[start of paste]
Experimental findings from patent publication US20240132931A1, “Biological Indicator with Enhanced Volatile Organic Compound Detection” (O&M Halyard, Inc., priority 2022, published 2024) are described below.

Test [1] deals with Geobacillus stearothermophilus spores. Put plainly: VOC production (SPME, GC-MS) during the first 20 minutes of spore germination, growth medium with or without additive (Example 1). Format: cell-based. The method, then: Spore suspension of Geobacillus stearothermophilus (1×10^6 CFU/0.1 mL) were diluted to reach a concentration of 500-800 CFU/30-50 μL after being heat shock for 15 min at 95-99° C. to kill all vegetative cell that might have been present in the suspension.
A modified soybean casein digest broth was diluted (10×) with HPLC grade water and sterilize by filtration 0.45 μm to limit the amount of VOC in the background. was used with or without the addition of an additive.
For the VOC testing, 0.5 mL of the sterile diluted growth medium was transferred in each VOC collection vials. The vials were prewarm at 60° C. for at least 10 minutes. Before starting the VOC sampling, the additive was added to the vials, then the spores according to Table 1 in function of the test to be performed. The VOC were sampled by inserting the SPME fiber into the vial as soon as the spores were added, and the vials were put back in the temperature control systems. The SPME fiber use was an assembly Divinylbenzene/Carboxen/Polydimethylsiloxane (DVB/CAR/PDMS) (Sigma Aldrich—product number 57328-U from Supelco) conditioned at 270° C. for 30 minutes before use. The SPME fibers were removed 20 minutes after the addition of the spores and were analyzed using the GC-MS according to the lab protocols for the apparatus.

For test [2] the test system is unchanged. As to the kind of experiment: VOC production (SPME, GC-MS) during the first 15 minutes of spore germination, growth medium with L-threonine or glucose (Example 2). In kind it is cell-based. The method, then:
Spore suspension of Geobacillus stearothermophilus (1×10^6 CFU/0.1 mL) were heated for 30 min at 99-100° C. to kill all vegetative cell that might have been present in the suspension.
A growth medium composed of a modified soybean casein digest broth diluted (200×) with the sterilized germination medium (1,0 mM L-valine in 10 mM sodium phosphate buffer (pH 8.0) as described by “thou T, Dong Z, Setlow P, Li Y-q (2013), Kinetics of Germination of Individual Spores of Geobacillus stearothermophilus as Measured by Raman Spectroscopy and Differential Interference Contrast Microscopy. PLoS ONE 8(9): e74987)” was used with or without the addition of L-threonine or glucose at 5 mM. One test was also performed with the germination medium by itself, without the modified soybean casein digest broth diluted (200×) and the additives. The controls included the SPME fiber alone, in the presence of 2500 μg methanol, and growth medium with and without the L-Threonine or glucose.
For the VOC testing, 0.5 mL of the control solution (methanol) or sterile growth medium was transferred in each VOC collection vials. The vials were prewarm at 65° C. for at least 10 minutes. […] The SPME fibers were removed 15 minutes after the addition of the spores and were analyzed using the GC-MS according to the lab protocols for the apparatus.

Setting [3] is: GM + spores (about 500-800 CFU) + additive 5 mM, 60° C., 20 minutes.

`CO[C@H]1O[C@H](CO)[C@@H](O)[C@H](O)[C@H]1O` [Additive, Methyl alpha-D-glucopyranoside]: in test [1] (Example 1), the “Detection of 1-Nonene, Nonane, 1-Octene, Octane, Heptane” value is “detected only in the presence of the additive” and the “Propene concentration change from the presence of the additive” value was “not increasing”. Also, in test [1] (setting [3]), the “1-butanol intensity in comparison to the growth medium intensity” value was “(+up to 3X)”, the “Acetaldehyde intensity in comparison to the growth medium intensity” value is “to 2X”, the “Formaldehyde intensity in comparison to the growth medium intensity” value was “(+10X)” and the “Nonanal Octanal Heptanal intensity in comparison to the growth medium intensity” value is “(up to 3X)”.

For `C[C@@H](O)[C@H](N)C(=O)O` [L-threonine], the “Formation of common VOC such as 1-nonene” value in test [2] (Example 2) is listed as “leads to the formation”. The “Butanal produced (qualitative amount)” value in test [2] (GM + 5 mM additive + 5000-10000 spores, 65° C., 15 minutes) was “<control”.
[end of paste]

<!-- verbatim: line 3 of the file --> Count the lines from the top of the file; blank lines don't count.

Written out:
A modified soybean casein digest broth was diluted (10×) with HPLC grade water and sterilize by filtration 0.45 μm to limit the amount of VOC in the background. was used with or without the addition of an additive.